Kleiner Perkins Caufield & Byers, a venture capital firm in the Silicon Valley has just bet on adult stem cell research. While the amount of funding is still not known, we do know that they’ve invested in a new Bay Area company, iZumi Bio Inc.

Collaborative work with iZumi and San Francisco based J.David Gladstone Institutes, “will build on breakthrough methods of creating “induced pluripotent stem cells,” which are adult skin cells that can be coaxed to develop into many cell types. These cells might some day help to regenerate injured spinal cords or damaged hearts, scientists hope.

The technology sidesteps the ethical objections raised against research in human embryonic stem cells, which are derived from early stage human embryos that are often destroyed in the process. In addition, the technology may help avoid immune system rejection of replacement tissues, because an adult patient’s cell could be the source of stem cells that are a genetic match to that individual.

“We all feel the (induced pluripotent stem cells) technology has the potential to transform the regenerative medicine space,” said Thane Kreiner, chief executive officer of iZumi.””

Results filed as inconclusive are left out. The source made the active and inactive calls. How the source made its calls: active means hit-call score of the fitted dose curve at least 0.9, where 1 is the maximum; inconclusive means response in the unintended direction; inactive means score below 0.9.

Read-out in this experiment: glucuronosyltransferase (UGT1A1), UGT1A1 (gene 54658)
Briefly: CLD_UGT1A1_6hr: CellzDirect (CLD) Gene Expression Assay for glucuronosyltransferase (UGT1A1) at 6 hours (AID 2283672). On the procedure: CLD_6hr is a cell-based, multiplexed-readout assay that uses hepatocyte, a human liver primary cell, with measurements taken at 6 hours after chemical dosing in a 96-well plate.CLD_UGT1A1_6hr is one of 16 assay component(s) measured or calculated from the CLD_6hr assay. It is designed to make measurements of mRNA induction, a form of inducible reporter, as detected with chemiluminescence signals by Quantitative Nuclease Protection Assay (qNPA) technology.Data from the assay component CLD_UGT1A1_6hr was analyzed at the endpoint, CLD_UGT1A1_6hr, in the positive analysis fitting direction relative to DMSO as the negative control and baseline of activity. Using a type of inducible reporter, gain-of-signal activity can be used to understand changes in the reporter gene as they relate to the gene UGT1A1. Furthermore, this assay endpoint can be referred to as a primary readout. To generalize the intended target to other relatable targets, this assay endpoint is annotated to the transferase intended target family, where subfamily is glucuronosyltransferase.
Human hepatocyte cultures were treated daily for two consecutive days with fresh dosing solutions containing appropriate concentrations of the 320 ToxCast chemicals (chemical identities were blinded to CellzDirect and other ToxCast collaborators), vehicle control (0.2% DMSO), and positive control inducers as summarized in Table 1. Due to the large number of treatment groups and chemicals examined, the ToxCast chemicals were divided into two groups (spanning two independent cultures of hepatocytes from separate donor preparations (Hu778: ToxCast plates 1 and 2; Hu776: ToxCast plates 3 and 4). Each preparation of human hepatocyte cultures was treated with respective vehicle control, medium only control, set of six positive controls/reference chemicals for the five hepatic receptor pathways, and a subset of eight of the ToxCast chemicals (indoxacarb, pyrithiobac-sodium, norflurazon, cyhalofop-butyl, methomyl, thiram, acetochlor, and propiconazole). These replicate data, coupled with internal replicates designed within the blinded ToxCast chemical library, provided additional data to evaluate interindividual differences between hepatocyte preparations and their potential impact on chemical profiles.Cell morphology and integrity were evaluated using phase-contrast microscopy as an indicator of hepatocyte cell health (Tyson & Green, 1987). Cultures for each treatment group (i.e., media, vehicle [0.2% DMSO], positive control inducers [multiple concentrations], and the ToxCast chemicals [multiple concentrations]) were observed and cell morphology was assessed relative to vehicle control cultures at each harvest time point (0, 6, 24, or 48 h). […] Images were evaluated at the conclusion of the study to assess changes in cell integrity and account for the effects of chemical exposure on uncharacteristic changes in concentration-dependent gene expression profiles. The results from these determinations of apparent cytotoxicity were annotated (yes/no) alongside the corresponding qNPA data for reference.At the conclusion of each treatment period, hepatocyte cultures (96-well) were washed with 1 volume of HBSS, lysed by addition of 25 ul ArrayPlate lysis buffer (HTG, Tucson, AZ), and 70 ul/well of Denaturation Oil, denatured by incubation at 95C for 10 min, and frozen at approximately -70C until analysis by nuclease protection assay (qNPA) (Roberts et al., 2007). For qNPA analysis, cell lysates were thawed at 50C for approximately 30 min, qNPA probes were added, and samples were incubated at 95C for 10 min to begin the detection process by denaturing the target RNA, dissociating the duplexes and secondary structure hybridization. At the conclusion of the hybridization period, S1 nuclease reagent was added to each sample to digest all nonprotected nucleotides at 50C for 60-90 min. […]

Author Profile

Jennifer Lahl, CBC President
Jennifer Lahl, CBC President
Jennifer Lahl, MA, BSN, RN, is founder and president of The Center for Bioethics and Culture Network. Lahl couples her 25 years of experience as a pediatric critical care nurse, a hospital administrator, and a senior-level nursing manager with a deep passion to speak for those who have no voice. Lahl’s writings have appeared in various publications including Cambridge University Press, the San Francisco Chronicle, the Dallas Morning News, and the American Journal of Bioethics. As a field expert, she is routinely interviewed on radio and television including ABC, CBS, PBS, and NPR. She is also called upon to speak alongside lawmakers and members of the scientific community, even being invited to speak to members of the European Parliament in Brussels to address issues of egg trafficking; she has three times addressed the United Nations during the Commission on the Status of Women on egg and womb trafficking.